Carly Fiorina, the former CEO of Hewlett-Packard, experienced earlier this election season exactly what happens to a campaign surrogate who strays from the approved talking points while appearing on cable news. Fiorina was being interviewed on St. Louis’s KTRS radio station when she confessed that she thought Sarah Palin was not qualified to run a major corporation. Even worse, Fiorina didn’t stop there – she added during an interview later that day with MSNBC’s Andrea Mitchell that she thought John McCain, Barack Obama, and Joe Biden were also unqualified to run such a company. Fiorina should know – after all, she was canned from her job heading up HP. After her gaffe, a campaign advisor told CNN that Fiorina would “disappear” from TV – and she has.
6. Levi Johnston
Dealing with an unexpected teenage pregnancy is stressful enough, but what about dealing with such a situation when your girlfriend’s mother is suddenly the Republican vice-presidential nominee? Welcome to the world of Levi Johnston, the self-proclaimed “redneck” fiancé of Governor Palin’s eldest daughter, Bristol. When the McCain campaign revealed the Bristol was expecting, the media went into a frenzy trying to learn more about her baby daddy. The Huffington Post compiled a slideshow of pictures of Johnston. Bloggers struck gold when they discovered Johnston’s MySpace page (quoted here by The New York Post), in which he described his favorite activities as follows: “But I live to play hockey. I like to go camping and hang out with the boys, do some fishing, shoot some s- – – and just f – – -in’ chillin’ I guess.” Even more tantalizing to some, he listed himself as “in a relationship” but noted that he didn’t want children. Too late, it seems.
Levi’s moment in the Republican sun came during the RNC, when he appeared freshly-shaved and newly-coiffed alongside the Palin family and held hands with Bristol while watching her mother’s much-publicized speech. Since then, Levi and Bristol have been laying low in Alaska, awaiting both the birth of their child and the outcome of the election.
5. Gayle Quinnell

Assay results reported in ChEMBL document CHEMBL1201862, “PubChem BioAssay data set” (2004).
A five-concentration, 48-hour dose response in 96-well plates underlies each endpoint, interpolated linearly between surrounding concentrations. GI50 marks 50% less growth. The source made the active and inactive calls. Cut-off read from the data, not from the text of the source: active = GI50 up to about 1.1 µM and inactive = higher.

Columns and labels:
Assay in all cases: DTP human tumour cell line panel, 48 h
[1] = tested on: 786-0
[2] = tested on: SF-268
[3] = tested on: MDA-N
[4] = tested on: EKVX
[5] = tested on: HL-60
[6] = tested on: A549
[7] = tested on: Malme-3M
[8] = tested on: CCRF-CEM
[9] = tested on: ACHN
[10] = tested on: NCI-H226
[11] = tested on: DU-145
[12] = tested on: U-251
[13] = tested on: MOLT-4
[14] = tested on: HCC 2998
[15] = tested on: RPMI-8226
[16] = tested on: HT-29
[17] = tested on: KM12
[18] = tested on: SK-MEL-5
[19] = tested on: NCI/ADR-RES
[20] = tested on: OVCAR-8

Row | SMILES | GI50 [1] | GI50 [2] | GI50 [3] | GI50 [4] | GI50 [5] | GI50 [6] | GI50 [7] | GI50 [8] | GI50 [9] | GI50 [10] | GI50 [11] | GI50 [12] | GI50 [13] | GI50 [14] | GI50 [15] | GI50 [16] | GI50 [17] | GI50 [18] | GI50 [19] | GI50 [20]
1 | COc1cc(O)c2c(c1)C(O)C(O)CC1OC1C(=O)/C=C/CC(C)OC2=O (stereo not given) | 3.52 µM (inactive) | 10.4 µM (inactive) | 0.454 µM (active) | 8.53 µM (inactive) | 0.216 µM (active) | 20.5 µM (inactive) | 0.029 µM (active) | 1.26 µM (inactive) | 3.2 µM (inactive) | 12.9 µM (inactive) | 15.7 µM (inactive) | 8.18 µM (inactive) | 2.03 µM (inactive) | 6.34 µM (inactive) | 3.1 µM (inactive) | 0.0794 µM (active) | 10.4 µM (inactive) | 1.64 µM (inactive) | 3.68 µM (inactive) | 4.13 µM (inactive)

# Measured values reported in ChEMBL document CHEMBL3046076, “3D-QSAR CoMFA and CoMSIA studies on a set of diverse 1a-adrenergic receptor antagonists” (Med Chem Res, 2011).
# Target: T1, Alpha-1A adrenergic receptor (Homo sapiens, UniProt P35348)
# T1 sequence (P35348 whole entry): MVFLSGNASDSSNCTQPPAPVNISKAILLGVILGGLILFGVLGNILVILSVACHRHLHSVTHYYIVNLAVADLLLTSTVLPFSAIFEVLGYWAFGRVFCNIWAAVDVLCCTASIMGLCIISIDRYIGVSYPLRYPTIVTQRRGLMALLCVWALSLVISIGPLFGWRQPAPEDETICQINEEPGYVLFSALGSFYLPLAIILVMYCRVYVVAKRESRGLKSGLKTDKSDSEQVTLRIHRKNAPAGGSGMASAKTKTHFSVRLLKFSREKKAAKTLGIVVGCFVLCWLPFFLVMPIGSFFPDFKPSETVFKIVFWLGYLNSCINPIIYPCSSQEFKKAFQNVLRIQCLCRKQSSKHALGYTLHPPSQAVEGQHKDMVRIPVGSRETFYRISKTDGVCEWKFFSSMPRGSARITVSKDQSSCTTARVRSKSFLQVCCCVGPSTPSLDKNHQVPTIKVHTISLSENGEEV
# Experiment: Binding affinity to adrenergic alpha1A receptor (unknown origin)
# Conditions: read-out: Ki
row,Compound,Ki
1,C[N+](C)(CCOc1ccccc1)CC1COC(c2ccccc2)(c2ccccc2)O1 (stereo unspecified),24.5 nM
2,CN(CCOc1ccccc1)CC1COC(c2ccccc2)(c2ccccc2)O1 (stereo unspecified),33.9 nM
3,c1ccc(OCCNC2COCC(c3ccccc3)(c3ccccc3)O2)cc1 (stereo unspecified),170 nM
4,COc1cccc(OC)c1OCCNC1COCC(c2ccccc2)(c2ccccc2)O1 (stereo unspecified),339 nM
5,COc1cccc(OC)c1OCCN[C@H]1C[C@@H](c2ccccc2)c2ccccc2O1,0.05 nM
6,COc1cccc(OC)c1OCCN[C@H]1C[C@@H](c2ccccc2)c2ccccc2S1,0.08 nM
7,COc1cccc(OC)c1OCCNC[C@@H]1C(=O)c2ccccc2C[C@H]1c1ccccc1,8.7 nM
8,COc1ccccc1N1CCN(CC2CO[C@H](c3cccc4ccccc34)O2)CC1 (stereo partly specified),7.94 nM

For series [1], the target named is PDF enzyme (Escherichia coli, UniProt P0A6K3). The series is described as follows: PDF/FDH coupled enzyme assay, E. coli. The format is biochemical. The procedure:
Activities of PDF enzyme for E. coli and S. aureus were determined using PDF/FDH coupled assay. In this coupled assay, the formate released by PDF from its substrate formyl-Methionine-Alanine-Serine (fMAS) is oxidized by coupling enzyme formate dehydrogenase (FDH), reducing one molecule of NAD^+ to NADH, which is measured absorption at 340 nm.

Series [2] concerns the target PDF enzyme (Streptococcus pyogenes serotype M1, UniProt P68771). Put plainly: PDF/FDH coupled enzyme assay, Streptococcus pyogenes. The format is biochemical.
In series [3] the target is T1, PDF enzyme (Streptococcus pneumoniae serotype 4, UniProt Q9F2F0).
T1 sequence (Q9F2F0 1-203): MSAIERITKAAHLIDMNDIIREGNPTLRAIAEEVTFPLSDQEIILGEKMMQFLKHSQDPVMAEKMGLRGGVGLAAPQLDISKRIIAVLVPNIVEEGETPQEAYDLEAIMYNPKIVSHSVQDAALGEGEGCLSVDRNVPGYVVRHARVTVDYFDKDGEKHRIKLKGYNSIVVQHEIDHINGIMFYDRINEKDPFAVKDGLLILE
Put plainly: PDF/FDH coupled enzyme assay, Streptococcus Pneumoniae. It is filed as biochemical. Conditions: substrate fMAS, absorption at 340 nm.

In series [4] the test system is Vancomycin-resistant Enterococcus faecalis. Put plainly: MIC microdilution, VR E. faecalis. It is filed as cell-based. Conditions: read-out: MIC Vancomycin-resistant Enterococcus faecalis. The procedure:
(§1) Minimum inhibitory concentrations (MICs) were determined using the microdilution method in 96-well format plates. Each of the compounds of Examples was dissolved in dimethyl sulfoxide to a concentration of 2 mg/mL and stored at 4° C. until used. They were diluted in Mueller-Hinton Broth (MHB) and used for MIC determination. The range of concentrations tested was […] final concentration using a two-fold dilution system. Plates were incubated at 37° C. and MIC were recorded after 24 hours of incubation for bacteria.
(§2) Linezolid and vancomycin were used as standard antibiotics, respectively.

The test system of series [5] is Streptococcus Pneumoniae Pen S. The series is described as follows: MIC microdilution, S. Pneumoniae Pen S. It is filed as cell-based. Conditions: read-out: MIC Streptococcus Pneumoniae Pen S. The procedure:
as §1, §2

Three simple words – “He’s an Arab” – uttered at a McCain rally rocketed 75-year-old Minnesota native Gayle Quinnell into the media spotlight. McCain earned props from many for quickly refuting Quinnell’s statement about Barack Obama – “He’s a decent family man” – but Quinnell continued to espouse the “Obama is an Arab” line to reporters armed with a cell phone camera after the rally was over. Quinnell explained that she found her information at the “liberry” and had been distributing it to others through the mail using addresses she found in the phone book. She also expressed fears that America would become a Muslim country should Obama be elected. The false “Obama is a Muslim” line, pushed by some Republicans, has been embraced by some Americans, but few have made such a lasting impression as Quinnell. Indeed, the clip of Quinnell’s exchange with McCain received so much news coverage that she garnered an impression of her own – from Saturday Night Live player Kristen Wiig, who portrayed her during a sketch on “Weekend Update.”
4. Jeremiah Wright
It’s the nightmare for any political candidate – someone associated with you is found on videotape railing against America. For Barack Obama, that person was former pastor Jeremiah Wright, who had recently retired from Trinity United Church of Christ, where Obama was baptized, married wife Michelle, and attended regularly with his family. The remarks for which Wright (and Obama) were criticized were excerpted from sermons given at Trinity; Wright expressed distrust of the American government and proclaimed “God damn America.” The airwaves were saturated with clips from the sermons, and Obama attempted to put his former pastor’s words in context during a celebrated speech on race delivered in Philadelphia.
Even after Obama’s speech, it became apparent that Wright wasn’t going to go away quietly. He accepted an invitation to appear at the National Press Club and on TV with Bill Moyers, and he heightened his racially divisive rhetoric on both occasions. Pundits suggested that the appearances were both narcissistic and calculated attempts to hurt Obama, who subsequently cut all ties with Wright and left Trinity. John McCain condemned the use of Wright’s words to attack Obama, and he has been absent as a topic from the negative ads and speeches that have characterized the more recent weeks of the campaign.